For the last three years, dental groups have been pushing state lawmakers to include pregnant women in dental coverage under the state’s Medicaid program, and new legislation proposed aims to do just that.
Sen. Heather Carter, R-Cave Creek, has sponsored Senate Bill 1088, which would provide comprehensive dental care coverage to pregnant women who receive care through the Arizona Health Care Cost Containment System (AHCCCS).
This isn’t Carter’s first attempt to pass such legislation.
“It’s at that point in time where it’s been introduced so much that it’s reached critical mass of awareness,” Carter said to the Mirror.
Carter’s bill has 11 co-sponsors, consisting of six Republicans and five Democrats. This will be the third time similar legislation has been attempted.
Previous attempts fell flat over unanswered questions about how much the program would cost, something Carter said will be addressed when the Senate Health and Human Services and Appropriations committees hear the bill. Similar bills that aimed to improve or expand AHCCCS coverage have hit similar hurdles in the past, Carter said.
Right now, only children have full dental coverage under AHCCCS, so many adults are going to the ER for dental issues, which becomes a “revolving door,” said Kevin Earle said, executive director of the Arizona Dental Association, which is supporting Carter’s legislation.
This can be even more of an issue for women who are pregnant.
Studies have indicated that certain diseases of the teeth and gums can have an adverse impact on the development of children in the womb, said Katherine Glaser M.D., Arizona section chair for the American College of Obstetricians and Gynecologists.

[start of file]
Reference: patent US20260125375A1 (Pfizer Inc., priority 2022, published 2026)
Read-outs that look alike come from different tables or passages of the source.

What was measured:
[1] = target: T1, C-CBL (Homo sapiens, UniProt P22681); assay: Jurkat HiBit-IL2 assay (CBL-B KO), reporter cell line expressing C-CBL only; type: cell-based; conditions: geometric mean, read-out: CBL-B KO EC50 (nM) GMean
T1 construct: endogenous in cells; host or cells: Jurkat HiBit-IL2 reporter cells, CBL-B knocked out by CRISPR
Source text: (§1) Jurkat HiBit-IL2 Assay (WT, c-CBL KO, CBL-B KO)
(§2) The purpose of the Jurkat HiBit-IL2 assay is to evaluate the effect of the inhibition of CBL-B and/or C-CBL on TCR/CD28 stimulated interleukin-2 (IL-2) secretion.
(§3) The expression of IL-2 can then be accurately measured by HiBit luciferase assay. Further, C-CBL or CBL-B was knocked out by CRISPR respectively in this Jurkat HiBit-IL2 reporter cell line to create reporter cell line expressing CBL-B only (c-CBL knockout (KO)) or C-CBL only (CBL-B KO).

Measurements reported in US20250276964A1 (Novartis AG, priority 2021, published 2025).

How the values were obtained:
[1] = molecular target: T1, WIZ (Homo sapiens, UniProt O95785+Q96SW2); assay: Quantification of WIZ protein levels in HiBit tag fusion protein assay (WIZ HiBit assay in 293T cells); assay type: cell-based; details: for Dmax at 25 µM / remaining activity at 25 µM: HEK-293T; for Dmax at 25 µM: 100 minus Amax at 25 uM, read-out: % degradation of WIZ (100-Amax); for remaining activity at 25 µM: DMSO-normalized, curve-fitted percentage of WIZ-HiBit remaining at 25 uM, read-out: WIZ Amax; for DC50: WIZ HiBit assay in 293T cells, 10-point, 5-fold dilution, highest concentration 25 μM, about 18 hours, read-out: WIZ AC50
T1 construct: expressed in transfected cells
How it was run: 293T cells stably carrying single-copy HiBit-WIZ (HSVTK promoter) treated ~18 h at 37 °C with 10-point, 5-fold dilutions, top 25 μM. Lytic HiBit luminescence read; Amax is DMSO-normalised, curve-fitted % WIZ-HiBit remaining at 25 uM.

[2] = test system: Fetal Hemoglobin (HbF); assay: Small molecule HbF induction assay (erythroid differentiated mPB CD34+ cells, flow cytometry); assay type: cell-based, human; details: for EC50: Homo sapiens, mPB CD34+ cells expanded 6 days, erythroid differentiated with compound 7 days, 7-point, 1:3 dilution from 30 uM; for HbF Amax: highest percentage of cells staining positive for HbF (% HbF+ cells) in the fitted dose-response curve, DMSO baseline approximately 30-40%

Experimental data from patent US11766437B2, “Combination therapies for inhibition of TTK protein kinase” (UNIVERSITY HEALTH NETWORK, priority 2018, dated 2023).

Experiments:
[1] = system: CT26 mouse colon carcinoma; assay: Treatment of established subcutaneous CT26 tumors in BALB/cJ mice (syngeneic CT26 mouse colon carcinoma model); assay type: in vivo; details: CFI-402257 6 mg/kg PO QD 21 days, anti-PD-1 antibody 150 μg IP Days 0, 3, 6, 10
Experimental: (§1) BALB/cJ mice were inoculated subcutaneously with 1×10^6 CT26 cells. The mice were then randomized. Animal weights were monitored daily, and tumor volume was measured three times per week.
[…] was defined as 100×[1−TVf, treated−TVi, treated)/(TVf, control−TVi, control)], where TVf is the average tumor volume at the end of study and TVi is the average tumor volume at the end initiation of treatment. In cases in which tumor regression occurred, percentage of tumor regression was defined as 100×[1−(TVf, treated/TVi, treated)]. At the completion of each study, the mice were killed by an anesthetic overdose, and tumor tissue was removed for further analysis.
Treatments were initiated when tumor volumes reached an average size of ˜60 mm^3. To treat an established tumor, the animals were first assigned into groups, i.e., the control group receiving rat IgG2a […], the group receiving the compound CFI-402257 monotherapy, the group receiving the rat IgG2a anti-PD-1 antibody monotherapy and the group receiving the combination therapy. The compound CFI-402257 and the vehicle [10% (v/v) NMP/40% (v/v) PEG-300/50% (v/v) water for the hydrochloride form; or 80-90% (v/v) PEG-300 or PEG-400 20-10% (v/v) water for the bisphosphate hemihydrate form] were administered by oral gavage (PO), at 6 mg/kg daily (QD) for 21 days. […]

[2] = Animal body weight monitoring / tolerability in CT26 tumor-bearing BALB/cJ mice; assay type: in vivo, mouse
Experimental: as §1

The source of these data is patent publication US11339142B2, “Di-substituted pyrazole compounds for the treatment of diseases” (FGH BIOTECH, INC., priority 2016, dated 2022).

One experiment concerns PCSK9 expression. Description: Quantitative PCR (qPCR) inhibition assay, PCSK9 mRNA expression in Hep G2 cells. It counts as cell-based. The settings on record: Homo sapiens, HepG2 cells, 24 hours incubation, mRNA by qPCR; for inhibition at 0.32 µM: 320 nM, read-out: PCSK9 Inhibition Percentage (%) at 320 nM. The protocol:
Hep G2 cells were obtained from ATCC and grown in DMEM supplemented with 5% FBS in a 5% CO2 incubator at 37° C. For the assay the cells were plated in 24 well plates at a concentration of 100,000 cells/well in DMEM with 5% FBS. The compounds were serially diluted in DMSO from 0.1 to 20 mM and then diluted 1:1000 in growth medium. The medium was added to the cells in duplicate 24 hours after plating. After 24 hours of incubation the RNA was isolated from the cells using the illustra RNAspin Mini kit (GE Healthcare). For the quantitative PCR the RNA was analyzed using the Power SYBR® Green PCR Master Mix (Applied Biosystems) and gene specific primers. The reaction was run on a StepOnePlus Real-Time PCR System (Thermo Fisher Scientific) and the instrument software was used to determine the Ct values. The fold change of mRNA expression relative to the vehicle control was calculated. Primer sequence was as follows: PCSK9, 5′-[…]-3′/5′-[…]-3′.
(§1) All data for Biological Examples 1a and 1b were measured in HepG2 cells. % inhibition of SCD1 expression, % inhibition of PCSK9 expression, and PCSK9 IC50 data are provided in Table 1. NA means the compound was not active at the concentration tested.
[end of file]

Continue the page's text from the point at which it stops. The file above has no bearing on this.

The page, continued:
But the biggest hurdle for women who want to keep healthy teeth during pregnancy is access to care, Glaser said.
Before the Great Recession, AHCCCS covered dentistry for all adults enrolled. But when the state faced billions of dollars in budget deficits, dental coverage was among the many government services cut and never restored. Earle and others successfully pushed for lawmakers to expand AHCCCS coverage to include disabled individuals over the age of 21 in 2017.
Although dental work may seem routine, for pregnant women, not having proper dental care can have more adverse side effects.
Bacteria and toxins from diseases of the teeth or gums can often spread to other parts of the body through the bloodstream. For pregnant women, that means the bacteria and toxins can spread into the placenta, and thus to a child developing in the womb, Glaser said.
This could in turn create an inflammatory response in the body which could cause a woman to go into labor earlier than expected, according to Glaser. Early delivery can lead to a host of maladies for a child, among them respiratory problems, gastrointestinal issues or even brain damage.
Those premature births can also have a major financial impact on taxpayers.
The average cost for AHCCCS to care for a premature baby is between $22,000 to $67,000, according to Ann Hammi Blue, a periodontist in Phoenix who has been advocating for increased access to dental care for pregnant women.
Carter’s bill has been assigned to the Senate Health and Human Services Committee and the Senate Appropriations Committee.